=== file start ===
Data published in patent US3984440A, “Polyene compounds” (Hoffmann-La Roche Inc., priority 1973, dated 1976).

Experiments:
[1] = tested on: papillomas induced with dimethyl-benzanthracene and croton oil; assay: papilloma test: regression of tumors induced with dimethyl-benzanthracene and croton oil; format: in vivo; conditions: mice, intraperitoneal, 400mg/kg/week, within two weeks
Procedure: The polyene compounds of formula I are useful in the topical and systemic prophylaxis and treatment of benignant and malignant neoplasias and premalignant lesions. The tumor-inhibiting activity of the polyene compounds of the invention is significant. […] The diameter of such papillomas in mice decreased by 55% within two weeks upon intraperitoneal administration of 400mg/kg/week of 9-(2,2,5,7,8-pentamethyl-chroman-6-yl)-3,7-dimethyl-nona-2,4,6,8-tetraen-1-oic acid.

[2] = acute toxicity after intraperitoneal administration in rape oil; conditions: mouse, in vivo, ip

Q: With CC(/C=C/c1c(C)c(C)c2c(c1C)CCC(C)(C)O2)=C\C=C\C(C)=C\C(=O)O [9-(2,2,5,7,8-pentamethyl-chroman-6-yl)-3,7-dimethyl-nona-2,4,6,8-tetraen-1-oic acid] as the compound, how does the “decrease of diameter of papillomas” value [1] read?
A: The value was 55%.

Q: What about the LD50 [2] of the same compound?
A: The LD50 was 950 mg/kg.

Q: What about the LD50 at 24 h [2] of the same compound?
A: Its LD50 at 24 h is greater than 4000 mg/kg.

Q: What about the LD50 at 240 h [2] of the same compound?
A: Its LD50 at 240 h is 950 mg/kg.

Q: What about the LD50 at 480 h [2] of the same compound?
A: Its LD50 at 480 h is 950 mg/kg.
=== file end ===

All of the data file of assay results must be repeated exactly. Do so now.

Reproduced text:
Data published in patent US3984440A, “Polyene compounds” (Hoffmann-La Roche Inc., priority 1973, dated 1976).

Experiments:
[1] = tested on: papillomas induced with dimethyl-benzanthracene and croton oil; assay: papilloma test: regression of tumors induced with dimethyl-benzanthracene and croton oil; format: in vivo; conditions: mice, intraperitoneal, 400mg/kg/week, within two weeks
Procedure: The polyene compounds of formula I are useful in the topical and systemic prophylaxis and treatment of benignant and malignant neoplasias and premalignant lesions. The tumor-inhibiting activity of the polyene compounds of the invention is significant. […] The diameter of such papillomas in mice decreased by 55% within two weeks upon intraperitoneal administration of 400mg/kg/week of 9-(2,2,5,7,8-pentamethyl-chroman-6-yl)-3,7-dimethyl-nona-2,4,6,8-tetraen-1-oic acid.

[2] = acute toxicity after intraperitoneal administration in rape oil; conditions: mouse, in vivo, ip

Q: With CC(/C=C/c1c(C)c(C)c2c(c1C)CCC(C)(C)O2)=C\C=C\C(C)=C\C(=O)O [9-(2,2,5,7,8-pentamethyl-chroman-6-yl)-3,7-dimethyl-nona-2,4,6,8-tetraen-1-oic acid] as the compound, how does the “decrease of diameter of papillomas” value [1] read?
A: The value was 55%.

Q: What about the LD50 [2] of the same compound?
A: The LD50 was 950 mg/kg.

Q: What about the LD50 at 24 h [2] of the same compound?
A: Its LD50 at 24 h is greater than 4000 mg/kg.

Q: What about the LD50 at 240 h [2] of the same compound?
A: Its LD50 at 240 h is 950 mg/kg.

Q: What about the LD50 at 480 h [2] of the same compound?
A: Its LD50 at 480 h is 950 mg/kg.